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Posted at: Jan 12, 2018, 9:23 PM; last updated: Jan 12, 2018, 9:23 PM (IST)

Scientists spot massive ice deposits on Mars

Scientists spot massive ice deposits on Mars
A cross-section of underground ice is exposed at the steep slope that appears bright blue in this enhanced-colour view from the HiRISE camera on NASA''s Mars Reconnaissance Orbiter. Photo credits: NASA


Scientists have unearthed thick and massive deposits of ice in some regions on Mars.

The images taken by the High Resolution Imaging Science Experiment (HiRISE) camera aboard NASA's Mars Reconnaissance Orbiter (MRO) showed the three-dimensional structure of massive ice deposits on Mars.

The ice sheets extend from just below the surface to a depth of 100 meters or more and appear to contain distinct layers.

It extending downward from depths as shallow as 1 to 2 meters below the surface, which could preserve a record of Mars' past climate, the researchers noted in the journal Science.

"We expect the vertical structure of Martian ice-rich deposits to preserve a record of ice deposition and past climate," said Colin M. Dundas, from the US Geological Survey.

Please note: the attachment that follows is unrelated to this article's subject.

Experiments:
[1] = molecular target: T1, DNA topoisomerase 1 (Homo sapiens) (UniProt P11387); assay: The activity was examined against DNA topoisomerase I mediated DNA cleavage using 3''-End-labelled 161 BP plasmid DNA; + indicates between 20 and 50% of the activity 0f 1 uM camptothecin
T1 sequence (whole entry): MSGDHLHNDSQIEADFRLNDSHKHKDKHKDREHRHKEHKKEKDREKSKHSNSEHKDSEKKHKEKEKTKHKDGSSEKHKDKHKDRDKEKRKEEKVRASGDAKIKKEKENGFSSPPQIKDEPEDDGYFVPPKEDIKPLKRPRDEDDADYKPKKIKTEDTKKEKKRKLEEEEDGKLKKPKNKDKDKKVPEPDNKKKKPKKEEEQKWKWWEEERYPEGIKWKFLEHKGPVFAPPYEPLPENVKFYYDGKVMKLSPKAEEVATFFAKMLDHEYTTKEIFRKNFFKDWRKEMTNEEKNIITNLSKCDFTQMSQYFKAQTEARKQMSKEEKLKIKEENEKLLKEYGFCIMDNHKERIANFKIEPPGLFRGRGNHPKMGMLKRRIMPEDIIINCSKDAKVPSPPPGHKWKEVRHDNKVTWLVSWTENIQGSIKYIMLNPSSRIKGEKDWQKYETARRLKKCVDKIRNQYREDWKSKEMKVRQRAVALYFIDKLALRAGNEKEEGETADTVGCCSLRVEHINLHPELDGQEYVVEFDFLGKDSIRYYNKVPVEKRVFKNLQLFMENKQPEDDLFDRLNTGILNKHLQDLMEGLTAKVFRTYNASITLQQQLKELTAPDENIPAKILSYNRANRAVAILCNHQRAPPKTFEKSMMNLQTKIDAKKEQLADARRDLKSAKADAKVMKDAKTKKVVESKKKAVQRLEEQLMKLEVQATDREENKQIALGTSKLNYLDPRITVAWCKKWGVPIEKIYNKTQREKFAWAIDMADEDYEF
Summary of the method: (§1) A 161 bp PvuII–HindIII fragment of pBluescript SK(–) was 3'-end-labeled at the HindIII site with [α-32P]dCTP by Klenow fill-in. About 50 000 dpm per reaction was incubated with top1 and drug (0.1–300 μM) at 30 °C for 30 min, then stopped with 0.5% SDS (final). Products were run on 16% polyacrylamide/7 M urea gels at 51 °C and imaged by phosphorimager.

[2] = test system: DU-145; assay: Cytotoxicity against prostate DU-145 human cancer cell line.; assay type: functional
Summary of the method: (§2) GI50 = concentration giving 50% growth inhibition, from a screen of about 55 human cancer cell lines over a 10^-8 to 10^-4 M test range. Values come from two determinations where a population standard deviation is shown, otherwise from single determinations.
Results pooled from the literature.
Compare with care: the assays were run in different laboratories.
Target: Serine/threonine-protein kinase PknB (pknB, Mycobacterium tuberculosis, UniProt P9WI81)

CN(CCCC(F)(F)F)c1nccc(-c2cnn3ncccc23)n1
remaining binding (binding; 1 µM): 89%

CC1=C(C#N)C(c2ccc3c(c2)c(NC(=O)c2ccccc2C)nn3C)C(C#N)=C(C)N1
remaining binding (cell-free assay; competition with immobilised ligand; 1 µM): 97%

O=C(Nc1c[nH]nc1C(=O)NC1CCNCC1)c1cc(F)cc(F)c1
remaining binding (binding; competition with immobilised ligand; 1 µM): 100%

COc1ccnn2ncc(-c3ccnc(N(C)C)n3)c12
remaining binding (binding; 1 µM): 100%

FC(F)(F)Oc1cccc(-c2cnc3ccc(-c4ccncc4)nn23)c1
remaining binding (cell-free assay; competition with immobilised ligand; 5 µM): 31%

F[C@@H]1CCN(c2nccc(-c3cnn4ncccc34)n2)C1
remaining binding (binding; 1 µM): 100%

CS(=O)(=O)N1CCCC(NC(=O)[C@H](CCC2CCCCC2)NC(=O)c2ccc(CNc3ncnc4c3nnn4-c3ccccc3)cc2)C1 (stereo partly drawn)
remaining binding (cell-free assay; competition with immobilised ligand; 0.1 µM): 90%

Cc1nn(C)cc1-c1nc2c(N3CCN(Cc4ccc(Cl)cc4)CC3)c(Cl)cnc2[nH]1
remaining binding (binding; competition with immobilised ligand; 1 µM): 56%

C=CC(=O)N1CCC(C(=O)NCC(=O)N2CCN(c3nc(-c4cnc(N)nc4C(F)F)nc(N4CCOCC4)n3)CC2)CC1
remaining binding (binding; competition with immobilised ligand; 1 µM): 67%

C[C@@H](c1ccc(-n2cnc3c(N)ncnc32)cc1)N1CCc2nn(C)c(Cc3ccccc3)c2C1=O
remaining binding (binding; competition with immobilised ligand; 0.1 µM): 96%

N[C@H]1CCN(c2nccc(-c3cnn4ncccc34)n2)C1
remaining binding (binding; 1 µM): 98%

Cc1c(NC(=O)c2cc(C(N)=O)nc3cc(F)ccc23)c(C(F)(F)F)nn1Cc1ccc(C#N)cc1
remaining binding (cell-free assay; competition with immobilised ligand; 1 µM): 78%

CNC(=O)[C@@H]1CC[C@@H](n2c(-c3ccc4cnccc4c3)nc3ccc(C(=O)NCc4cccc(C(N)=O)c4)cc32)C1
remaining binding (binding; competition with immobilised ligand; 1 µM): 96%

"They might even be a useful source of water for future human exploration of the red planet," Dundas added.

The researchers investigated eight locations on Mars and found thick deposits cover broad regions of the Martian mid-latitudes with a smooth mantle.

However, erosion in these regions creates scarps that expose the internal structure of the mantle.  

The scarps are actively retreating because of sublimation of the exposed water ice.

The ice deposits likely originated as snowfall during Mars' high-obliquity periods and have now compacted into massive, fractured, and layered ice.

Previous researchers have revealed that the Red Planet harbors subsurface water ice.

Recent observations by MRO's ground-penetrating Shallow Radar instrument revealed a buried ice layer that covers more ground than the state of New Mexico.

NASA's Phoenix lander had also dug up some ice near the Martian north pole in 2008, however, it is not clear if that is part of the big sheet. — IANS


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